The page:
Children in care suffered sexual abuse of ‘utmost depravity’, inquiry finds
The Scottish Child Abuse Inquiry looked at residential institutions run by the Sisters of Nazareth.
Some children at homes run by a religious order were subjected to sexual abuse of the “utmost depravity”, an inquiry has found.
Residential institutions run by the Sisters of Nazareth (SoN) were “places of fear, hostility and confusion” for many children, the Scottish Child Abuse Inquiry said.
The inquiry published its findings into residential institutions run by SoN between 1933 and 1984 on Thursday, concluding that children suffered abuse and sexual abuse there.
During the hearings, one survivor told the inquiry that she was raped by a priest and repeatedly abused by a nun at the Nazareth House home in Kilmarnock while another witness said that a girl jumped from a building to her death after getting “battered” by a nun.
The inquiry was told of a catalogue of alleged abuses by nuns at four now-defunct institution, including physical abuse, force feeding and humiliation.
There was sexual abuse of children which, in some instances, reached levels of the utmost depravity Lady Smith
Lady Smith, chair of the Scottish Child Abuse Inquiry, said: “The Nazareth Houses in Scotland were, for many children, places of fear, hostility and confusion, places where children were physically abused and emotionally degraded with impunity.
“There was sexual abuse of children which, in some instances, reached levels of the utmost depravity.
“Children in need of kind, warm, loving care and comfort did not find it. Children were deprived of compassion, dignity, care and comfort.
“It was suggested in evidence that applicants may have colluded to present fictitious accounts about their time in their care, fuelled by resentment towards their families and an appetite for compensation. I reject all such suggestions.”
The inquiry considered evidence about the nature and extent of any abuse of children in care at institutions run by the SoN in Scotland, with a particular focus on Nazareth Houses in Aberdeen, Cardonald, Lasswade and Kilmarnock.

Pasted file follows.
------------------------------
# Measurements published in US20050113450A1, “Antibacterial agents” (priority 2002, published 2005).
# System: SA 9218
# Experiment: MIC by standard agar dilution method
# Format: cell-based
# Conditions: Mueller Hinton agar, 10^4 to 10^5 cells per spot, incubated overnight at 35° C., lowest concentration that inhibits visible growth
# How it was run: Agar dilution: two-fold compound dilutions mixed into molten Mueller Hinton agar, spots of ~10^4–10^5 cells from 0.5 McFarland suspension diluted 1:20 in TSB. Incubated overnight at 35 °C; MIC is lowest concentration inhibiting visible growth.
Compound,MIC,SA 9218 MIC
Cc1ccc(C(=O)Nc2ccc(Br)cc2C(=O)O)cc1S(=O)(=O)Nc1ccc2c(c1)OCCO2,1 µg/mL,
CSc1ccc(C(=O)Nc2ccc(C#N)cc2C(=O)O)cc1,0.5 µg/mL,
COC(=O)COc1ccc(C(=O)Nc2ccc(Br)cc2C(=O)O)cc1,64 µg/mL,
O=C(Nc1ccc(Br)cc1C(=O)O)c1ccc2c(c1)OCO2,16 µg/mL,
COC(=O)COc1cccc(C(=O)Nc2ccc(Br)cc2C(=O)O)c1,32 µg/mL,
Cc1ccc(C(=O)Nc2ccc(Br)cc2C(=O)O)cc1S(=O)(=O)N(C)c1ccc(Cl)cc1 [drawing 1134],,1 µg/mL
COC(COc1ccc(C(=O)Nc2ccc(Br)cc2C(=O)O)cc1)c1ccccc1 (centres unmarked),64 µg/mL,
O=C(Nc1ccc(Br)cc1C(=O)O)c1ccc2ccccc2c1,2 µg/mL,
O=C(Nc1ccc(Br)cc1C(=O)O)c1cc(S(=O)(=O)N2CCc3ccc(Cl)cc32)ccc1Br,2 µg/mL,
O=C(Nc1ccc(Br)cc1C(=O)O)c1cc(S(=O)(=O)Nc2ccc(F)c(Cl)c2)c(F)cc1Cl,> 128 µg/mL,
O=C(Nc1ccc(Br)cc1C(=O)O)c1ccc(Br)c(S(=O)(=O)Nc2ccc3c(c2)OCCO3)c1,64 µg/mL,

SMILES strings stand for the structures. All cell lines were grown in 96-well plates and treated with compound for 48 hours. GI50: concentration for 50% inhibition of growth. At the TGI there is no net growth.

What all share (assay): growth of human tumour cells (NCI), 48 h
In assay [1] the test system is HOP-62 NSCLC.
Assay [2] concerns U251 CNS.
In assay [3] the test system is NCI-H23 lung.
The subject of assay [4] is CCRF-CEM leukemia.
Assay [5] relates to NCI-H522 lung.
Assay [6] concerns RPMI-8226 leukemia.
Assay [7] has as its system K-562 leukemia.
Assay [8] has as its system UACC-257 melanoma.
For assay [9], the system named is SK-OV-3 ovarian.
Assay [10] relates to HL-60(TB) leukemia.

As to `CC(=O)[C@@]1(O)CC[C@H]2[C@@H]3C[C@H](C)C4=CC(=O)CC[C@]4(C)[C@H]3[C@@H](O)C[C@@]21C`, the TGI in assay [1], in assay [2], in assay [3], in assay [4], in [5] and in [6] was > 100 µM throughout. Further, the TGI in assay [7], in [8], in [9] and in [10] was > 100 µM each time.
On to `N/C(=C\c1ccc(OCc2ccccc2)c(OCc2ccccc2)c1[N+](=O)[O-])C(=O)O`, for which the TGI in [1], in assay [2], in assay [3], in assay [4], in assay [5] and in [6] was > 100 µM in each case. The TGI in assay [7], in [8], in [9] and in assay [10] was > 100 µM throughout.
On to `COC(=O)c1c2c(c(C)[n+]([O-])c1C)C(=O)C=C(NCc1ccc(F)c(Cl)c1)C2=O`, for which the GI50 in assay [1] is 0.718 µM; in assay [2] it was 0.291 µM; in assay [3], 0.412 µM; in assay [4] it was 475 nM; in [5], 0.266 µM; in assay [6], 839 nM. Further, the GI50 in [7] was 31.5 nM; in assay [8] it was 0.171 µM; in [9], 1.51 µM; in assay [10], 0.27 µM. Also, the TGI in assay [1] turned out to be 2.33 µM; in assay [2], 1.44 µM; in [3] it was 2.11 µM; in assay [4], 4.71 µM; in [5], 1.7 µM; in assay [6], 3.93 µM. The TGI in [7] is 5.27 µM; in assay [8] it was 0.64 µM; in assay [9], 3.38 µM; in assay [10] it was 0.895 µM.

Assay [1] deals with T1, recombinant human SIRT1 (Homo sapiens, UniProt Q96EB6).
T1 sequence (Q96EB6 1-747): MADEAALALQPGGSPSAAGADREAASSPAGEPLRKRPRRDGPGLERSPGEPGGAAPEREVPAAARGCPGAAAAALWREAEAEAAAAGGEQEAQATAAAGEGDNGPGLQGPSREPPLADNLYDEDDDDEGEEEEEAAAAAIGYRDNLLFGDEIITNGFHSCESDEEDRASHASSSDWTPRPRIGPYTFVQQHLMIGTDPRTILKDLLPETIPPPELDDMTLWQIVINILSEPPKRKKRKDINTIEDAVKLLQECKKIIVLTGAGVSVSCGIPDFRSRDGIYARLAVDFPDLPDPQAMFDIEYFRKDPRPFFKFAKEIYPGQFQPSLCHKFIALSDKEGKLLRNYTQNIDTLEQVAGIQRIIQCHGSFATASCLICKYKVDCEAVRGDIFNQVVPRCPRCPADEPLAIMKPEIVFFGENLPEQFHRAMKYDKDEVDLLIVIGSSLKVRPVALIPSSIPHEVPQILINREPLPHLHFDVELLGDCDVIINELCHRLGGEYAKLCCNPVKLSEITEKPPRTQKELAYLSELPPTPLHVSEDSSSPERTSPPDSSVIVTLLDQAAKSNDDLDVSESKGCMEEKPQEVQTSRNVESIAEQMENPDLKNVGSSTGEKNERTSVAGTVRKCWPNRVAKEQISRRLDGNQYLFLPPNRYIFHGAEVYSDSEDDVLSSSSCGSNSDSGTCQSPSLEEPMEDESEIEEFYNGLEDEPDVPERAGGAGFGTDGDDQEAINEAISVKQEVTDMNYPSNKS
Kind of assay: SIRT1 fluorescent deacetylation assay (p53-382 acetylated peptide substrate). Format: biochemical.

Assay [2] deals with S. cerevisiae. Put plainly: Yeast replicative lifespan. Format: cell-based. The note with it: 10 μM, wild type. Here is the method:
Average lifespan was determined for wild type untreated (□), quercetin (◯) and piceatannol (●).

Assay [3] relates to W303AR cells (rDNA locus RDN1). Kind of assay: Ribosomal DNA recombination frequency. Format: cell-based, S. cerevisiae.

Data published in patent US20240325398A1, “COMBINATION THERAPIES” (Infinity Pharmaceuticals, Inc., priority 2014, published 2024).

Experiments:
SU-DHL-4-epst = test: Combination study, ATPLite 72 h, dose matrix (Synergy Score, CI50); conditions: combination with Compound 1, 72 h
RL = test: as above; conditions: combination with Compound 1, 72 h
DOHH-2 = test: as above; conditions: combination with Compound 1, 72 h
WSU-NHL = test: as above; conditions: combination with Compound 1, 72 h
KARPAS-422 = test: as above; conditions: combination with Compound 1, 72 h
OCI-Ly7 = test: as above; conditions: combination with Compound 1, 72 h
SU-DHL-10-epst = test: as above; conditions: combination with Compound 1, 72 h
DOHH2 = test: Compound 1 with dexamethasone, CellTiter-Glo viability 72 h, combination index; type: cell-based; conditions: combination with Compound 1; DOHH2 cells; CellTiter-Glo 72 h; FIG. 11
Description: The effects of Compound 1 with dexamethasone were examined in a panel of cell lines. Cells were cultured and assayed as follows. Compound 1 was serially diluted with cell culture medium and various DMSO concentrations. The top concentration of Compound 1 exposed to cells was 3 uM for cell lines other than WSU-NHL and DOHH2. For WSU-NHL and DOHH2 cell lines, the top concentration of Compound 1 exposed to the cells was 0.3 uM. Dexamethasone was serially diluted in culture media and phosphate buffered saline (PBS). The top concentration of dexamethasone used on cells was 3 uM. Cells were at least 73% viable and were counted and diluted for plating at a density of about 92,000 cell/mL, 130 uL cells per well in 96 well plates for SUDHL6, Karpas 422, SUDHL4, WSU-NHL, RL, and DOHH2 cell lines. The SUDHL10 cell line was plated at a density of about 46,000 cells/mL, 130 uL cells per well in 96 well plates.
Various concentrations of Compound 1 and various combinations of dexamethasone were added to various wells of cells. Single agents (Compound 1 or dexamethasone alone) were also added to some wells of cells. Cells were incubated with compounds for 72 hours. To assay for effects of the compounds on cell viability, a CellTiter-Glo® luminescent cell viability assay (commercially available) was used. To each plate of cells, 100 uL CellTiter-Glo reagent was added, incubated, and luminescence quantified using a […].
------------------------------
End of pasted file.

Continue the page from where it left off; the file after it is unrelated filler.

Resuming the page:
It also examined any systems, policies and procedures in place at these institutions, and how these were applied.
The inquiry found that the physical abuse children endured included being hit with implements such as belts, canes, sticks, broom handles, hairbrushes, shoes and wooden crucifixes while some had carbolic soap stuffed into their mouths and had their heads banged together.
Those who were bed-wetters were abused by being subjected to humiliation and various types of punishment such as being forced to “wear” their wet sheets.
Children were also emotionally abused in “very cruel” ways, which included being routinely separated from their siblings and children being confined in cupboards or dark, locked rooms as punishment.
The inquiry, taking place in Edinburgh, heard evidence from 39 witnesses about their experience in Nazareth Houses during the 27-day case study, while two witnesses also spoke to the experiences of their family member.
A further 29 witness statements were read into the proceedings and the inquiry also heard audio evidence from a witness who made a recording prior to her death about being abused whilst in care at Nazareth House, Kilmarnock.
Applicants and other witnesses continue to come forward to the inquiry with relevant evidence about the care provided by SoN and this will be considered as part of the continuing process.
An SoN spokesman said: “The congregation has and continues to co-operate with all inquiries into the historical abuse of children, including in Scotland. We no longer run any residential services for children in the UK.
“In our oral submission to the Scottish Inquiry, we apologised for any abuse that did take place in any of our former children’s homes.”
The aim of the inquiry is to consider the extent to which institutions and bodies with legal responsibility for the care of children failed in their duty to protect children in care in Scotland or children whose care was arranged in Scotland, from abuse, and in particular to identify any systemic failures in fulfilling that duty.
It will also consider whether further changes in practice, policy or legislation are necessary in order to protect children in care in Scotland from such abuse in future.
It will report the outcome of its investigations to Scottish ministers and make recommendations to them.